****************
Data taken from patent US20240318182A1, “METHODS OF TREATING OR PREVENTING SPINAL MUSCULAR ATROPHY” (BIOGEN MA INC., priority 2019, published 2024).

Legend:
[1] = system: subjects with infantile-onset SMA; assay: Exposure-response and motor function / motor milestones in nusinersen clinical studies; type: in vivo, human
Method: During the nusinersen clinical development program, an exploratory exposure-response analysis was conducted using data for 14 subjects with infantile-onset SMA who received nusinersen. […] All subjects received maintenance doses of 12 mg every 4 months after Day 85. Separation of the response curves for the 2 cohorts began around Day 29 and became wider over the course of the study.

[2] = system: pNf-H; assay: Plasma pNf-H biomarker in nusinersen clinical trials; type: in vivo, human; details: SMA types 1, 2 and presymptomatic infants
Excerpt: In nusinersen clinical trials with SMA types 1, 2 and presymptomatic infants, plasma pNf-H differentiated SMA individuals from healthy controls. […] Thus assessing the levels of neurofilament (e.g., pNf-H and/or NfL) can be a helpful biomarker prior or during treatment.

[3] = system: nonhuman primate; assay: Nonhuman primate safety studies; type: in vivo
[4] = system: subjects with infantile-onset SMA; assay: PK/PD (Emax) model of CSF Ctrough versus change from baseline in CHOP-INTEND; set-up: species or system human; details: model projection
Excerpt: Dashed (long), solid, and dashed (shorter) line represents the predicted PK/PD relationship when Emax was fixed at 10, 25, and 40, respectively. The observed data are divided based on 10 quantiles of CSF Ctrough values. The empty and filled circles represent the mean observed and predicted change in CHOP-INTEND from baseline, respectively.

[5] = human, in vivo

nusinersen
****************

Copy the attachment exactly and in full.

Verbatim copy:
Data taken from patent US20240318182A1, “METHODS OF TREATING OR PREVENTING SPINAL MUSCULAR ATROPHY” (BIOGEN MA INC., priority 2019, published 2024).

Legend:
[1] = system: subjects with infantile-onset SMA; assay: Exposure-response and motor function / motor milestones in nusinersen clinical studies; type: in vivo, human
Method: During the nusinersen clinical development program, an exploratory exposure-response analysis was conducted using data for 14 subjects with infantile-onset SMA who received nusinersen. […] All subjects received maintenance doses of 12 mg every 4 months after Day 85. Separation of the response curves for the 2 cohorts began around Day 29 and became wider over the course of the study.

[2] = system: pNf-H; assay: Plasma pNf-H biomarker in nusinersen clinical trials; type: in vivo, human; details: SMA types 1, 2 and presymptomatic infants
Excerpt: In nusinersen clinical trials with SMA types 1, 2 and presymptomatic infants, plasma pNf-H differentiated SMA individuals from healthy controls. […] Thus assessing the levels of neurofilament (e.g., pNf-H and/or NfL) can be a helpful biomarker prior or during treatment.

[3] = system: nonhuman primate; assay: Nonhuman primate safety studies; type: in vivo
[4] = system: subjects with infantile-onset SMA; assay: PK/PD (Emax) model of CSF Ctrough versus change from baseline in CHOP-INTEND; set-up: species or system human; details: model projection
Excerpt: Dashed (long), solid, and dashed (shorter) line represents the predicted PK/PD relationship when Emax was fixed at 10, 25, and 40, respectively. The observed data are divided based on 10 quantiles of CSF Ctrough values. The empty and filled circles represent the mean observed and predicted change in CHOP-INTEND from baseline, respectively.

[5] = human, in vivo

nusinersen